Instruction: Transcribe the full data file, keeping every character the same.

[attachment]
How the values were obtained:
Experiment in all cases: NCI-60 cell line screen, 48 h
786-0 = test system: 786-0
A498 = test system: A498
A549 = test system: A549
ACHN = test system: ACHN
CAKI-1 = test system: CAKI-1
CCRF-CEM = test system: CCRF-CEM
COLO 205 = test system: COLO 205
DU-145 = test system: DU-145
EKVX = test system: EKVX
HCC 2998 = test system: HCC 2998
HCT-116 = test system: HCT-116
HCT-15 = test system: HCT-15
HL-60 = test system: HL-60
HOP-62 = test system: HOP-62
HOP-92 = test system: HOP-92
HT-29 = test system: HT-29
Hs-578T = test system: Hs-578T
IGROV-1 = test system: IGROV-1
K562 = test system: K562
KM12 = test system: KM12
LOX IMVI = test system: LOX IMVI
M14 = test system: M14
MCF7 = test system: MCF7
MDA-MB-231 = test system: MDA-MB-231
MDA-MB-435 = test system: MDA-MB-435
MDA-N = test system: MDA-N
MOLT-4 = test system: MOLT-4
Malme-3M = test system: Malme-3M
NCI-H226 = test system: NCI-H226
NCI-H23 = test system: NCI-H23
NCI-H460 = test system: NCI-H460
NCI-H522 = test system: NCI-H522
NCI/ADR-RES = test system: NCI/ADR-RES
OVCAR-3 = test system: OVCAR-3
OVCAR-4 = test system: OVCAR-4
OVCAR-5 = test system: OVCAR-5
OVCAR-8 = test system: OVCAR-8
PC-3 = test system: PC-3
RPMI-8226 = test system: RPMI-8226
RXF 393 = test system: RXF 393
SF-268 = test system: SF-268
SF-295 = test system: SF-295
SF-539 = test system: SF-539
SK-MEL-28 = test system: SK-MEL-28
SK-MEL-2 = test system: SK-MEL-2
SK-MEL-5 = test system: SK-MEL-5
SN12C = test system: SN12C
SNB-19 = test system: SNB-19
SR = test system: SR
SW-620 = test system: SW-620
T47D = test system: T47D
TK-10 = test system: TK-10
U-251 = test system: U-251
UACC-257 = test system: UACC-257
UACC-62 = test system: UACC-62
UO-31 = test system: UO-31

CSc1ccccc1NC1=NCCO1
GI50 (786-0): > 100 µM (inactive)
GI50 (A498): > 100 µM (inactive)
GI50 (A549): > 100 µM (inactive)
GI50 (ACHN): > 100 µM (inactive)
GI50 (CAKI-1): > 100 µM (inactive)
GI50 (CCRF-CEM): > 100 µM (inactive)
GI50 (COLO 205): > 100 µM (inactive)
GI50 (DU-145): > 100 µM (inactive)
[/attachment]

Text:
How the values were obtained:
Experiment in all cases: NCI-60 cell line screen, 48 h
786-0 = test system: 786-0
A498 = test system: A498
A549 = test system: A549
ACHN = test system: ACHN
CAKI-1 = test system: CAKI-1
CCRF-CEM = test system: CCRF-CEM
COLO 205 = test system: COLO 205
DU-145 = test system: DU-145
EKVX = test system: EKVX
HCC 2998 = test system: HCC 2998
HCT-116 = test system: HCT-116
HCT-15 = test system: HCT-15
HL-60 = test system: HL-60
HOP-62 = test system: HOP-62
HOP-92 = test system: HOP-92
HT-29 = test system: HT-29
Hs-578T = test system: Hs-578T
IGROV-1 = test system: IGROV-1
K562 = test system: K562
KM12 = test system: KM12
LOX IMVI = test system: LOX IMVI
M14 = test system: M14
MCF7 = test system: MCF7
MDA-MB-231 = test system: MDA-MB-231
MDA-MB-435 = test system: MDA-MB-435
MDA-N = test system: MDA-N
MOLT-4 = test system: MOLT-4
Malme-3M = test system: Malme-3M
NCI-H226 = test system: NCI-H226
NCI-H23 = test system: NCI-H23
NCI-H460 = test system: NCI-H460
NCI-H522 = test system: NCI-H522
NCI/ADR-RES = test system: NCI/ADR-RES
OVCAR-3 = test system: OVCAR-3
OVCAR-4 = test system: OVCAR-4
OVCAR-5 = test system: OVCAR-5
OVCAR-8 = test system: OVCAR-8
PC-3 = test system: PC-3
RPMI-8226 = test system: RPMI-8226
RXF 393 = test system: RXF 393
SF-268 = test system: SF-268
SF-295 = test system: SF-295
SF-539 = test system: SF-539
SK-MEL-28 = test system: SK-MEL-28
SK-MEL-2 = test system: SK-MEL-2
SK-MEL-5 = test system: SK-MEL-5
SN12C = test system: SN12C
SNB-19 = test system: SNB-19
SR = test system: SR
SW-620 = test system: SW-620
T47D = test system: T47D
TK-10 = test system: TK-10
U-251 = test system: U-251
UACC-257 = test system: UACC-257
UACC-62 = test system: UACC-62
UO-31 = test system: UO-31

CSc1ccccc1NC1=NCCO1
GI50 (786-0): > 100 µM (inactive)
GI50 (A498): > 100 µM (inactive)
GI50 (A549): > 100 µM (inactive)
GI50 (ACHN): > 100 µM (inactive)
GI50 (CAKI-1): > 100 µM (inactive)
GI50 (CCRF-CEM): > 100 µM (inactive)
GI50 (COLO 205): > 100 µM (inactive)
GI50 (DU-145): > 100 µM (inactive)